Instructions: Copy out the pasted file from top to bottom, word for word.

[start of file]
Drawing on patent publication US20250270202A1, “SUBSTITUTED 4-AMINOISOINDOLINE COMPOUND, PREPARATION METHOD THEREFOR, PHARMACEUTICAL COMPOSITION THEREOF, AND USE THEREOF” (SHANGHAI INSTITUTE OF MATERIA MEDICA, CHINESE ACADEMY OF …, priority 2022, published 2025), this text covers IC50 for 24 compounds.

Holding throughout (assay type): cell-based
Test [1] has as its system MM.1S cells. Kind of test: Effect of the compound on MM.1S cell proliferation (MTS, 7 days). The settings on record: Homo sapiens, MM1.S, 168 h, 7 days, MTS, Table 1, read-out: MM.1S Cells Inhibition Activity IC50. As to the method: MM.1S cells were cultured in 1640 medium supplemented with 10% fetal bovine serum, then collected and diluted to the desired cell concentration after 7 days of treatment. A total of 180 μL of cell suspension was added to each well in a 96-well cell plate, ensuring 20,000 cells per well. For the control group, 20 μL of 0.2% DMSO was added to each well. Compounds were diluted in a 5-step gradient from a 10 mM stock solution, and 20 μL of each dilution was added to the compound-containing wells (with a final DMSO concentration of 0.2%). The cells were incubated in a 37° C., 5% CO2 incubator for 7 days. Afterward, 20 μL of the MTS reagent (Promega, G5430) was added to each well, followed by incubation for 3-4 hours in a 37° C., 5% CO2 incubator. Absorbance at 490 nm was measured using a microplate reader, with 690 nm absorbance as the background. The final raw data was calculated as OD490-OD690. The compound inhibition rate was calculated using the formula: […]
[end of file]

Drawing on patent publication US20250270202A1, “SUBSTITUTED 4-AMINOISOINDOLINE COMPOUND, PREPARATION METHOD THEREFOR, PHARMACEUTICAL COMPOSITION THEREOF, AND USE THEREOF” (SHANGHAI INSTITUTE OF MATERIA MEDICA, CHINESE ACADEMY OF …, priority 2022, published 2025), this text covers IC50 for 24 compounds.

Holding throughout (assay type): cell-based
Test [1] has as its system MM.1S cells. Kind of test: Effect of the compound on MM.1S cell proliferation (MTS, 7 days). The settings on record: Homo sapiens, MM1.S, 168 h, 7 days, MTS, Table 1, read-out: MM.1S Cells Inhibition Activity IC50. As to the method: MM.1S cells were cultured in 1640 medium supplemented with 10% fetal bovine serum, then collected and diluted to the desired cell concentration after 7 days of treatment. A total of 180 μL of cell suspension was added to each well in a 96-well cell plate, ensuring 20,000 cells per well. For the control group, 20 μL of 0.2% DMSO was added to each well. Compounds were diluted in a 5-step gradient from a 10 mM stock solution, and 20 μL of each dilution was added to the compound-containing wells (with a final DMSO concentration of 0.2%). The cells were incubated in a 37° C., 5% CO2 incubator for 7 days. Afterward, 20 μL of the MTS reagent (Promega, G5430) was added to each well, followed by incubation for 3-4 hours in a 37° C., 5% CO2 incubator. Absorbance at 490 nm was measured using a microplate reader, with 690 nm absorbance as the background. The final raw data was calculated as OD490-OD690. The compound inhibition rate was calculated using the formula: […]